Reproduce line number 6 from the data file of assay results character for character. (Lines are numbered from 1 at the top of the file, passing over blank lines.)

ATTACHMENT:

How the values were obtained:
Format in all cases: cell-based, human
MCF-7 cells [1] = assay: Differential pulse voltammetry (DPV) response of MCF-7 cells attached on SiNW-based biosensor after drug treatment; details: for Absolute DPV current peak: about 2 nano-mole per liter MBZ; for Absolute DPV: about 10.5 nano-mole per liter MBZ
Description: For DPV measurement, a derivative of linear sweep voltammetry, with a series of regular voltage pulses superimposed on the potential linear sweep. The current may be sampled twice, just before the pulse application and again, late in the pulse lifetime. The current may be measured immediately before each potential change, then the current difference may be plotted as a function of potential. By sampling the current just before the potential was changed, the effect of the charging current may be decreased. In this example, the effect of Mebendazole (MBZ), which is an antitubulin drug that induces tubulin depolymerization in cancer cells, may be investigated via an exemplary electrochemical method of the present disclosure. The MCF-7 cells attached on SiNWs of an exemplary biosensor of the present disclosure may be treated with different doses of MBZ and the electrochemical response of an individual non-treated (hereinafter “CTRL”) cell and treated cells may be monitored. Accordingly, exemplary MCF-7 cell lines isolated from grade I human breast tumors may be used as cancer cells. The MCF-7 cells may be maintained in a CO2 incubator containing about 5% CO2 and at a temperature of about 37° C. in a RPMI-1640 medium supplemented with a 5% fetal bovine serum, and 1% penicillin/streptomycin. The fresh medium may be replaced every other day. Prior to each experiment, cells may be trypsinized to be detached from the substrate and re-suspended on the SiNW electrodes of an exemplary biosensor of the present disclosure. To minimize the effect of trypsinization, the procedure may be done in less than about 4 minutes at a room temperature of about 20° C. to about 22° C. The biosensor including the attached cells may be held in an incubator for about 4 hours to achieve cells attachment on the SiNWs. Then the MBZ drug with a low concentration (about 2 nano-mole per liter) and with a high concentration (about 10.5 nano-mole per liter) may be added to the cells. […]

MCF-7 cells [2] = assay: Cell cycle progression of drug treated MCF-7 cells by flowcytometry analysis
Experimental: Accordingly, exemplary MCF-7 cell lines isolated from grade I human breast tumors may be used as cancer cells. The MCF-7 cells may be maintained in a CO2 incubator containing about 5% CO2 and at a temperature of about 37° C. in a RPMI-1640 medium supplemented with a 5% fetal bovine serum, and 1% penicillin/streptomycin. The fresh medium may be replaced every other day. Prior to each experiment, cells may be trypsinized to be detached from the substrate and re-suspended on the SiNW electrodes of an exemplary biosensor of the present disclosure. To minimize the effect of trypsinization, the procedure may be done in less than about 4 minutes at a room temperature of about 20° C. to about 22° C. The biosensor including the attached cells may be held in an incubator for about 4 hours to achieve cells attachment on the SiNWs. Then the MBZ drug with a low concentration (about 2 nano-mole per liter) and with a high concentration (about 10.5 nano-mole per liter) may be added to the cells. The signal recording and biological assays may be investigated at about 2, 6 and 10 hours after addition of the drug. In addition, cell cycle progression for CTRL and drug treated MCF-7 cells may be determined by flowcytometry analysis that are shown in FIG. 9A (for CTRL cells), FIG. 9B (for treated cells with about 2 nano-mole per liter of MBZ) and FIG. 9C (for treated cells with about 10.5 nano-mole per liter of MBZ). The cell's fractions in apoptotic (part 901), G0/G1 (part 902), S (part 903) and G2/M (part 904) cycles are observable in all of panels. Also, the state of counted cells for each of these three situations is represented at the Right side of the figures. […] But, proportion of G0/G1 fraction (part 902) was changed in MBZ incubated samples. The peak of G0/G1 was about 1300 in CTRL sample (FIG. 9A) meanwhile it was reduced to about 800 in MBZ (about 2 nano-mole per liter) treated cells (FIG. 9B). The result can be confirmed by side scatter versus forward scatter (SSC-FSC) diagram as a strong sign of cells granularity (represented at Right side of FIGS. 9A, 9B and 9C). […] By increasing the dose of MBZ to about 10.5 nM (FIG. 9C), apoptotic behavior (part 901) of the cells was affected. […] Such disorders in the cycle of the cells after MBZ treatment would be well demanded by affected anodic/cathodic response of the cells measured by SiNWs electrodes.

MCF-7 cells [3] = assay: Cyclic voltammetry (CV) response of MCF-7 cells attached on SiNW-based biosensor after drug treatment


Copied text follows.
Experimental: Accordingly, exemplary MCF-7 cell lines isolated from grade I human breast tumors may be used as cancer cells. The MCF-7 cells may be maintained in a CO2 incubator containing about 5% CO2 and at a temperature of about 37° C. in a RPMI-1640 medium supplemented with a 5% fetal bovine serum, and 1% penicillin/streptomycin. The fresh medium may be replaced every other day. Prior to each experiment, cells may be trypsinized to be detached from the substrate and re-suspended on the SiNW electrodes of an exemplary biosensor of the present disclosure. To minimize the effect of trypsinization, the procedure may be done in less than about 4 minutes at a room temperature of about 20° C. to about 22° C. The biosensor including the attached cells may be held in an incubator for about 4 hours to achieve cells attachment on the SiNWs. Then the MBZ drug with a low concentration (about 2 nano-mole per liter) and with a high concentration (about 10.5 nano-mole per liter) may be added to the cells. The signal recording and biological assays may be investigated at about 2, 6 and 10 hours after addition of the drug. In addition, cell cycle progression for CTRL and drug treated MCF-7 cells may be determined by flowcytometry analysis that are shown in FIG. 9A (for CTRL cells), FIG. 9B (for treated cells with about 2 nano-mole per liter of MBZ) and FIG. 9C (for treated cells with about 10.5 nano-mole per liter of MBZ). The cell's fractions in apoptotic (part 901), G0/G1 (part 902), S (part 903) and G2/M (part 904) cycles are observable in all of panels. Also, the state of counted cells for each of these three situations is represented at the Right side of the figures. […] But, proportion of G0/G1 fraction (part 902) was changed in MBZ incubated samples. The peak of G0/G1 was about 1300 in CTRL sample (FIG. 9A) meanwhile it was reduced to about 800 in MBZ (about 2 nano-mole per liter) treated cells (FIG. 9B). The result can be confirmed by side scatter versus forward scatter (SSC-FSC) diagram as a strong sign of cells granularity (represented at Right side of FIGS. 9A, 9B and 9C). […] By increasing the dose of MBZ to about 10.5 nM (FIG. 9C), apoptotic behavior (part 901) of the cells was affected. […] Such disorders in the cycle of the cells after MBZ treatment would be well demanded by affected anodic/cathodic response of the cells measured by SiNWs electrodes.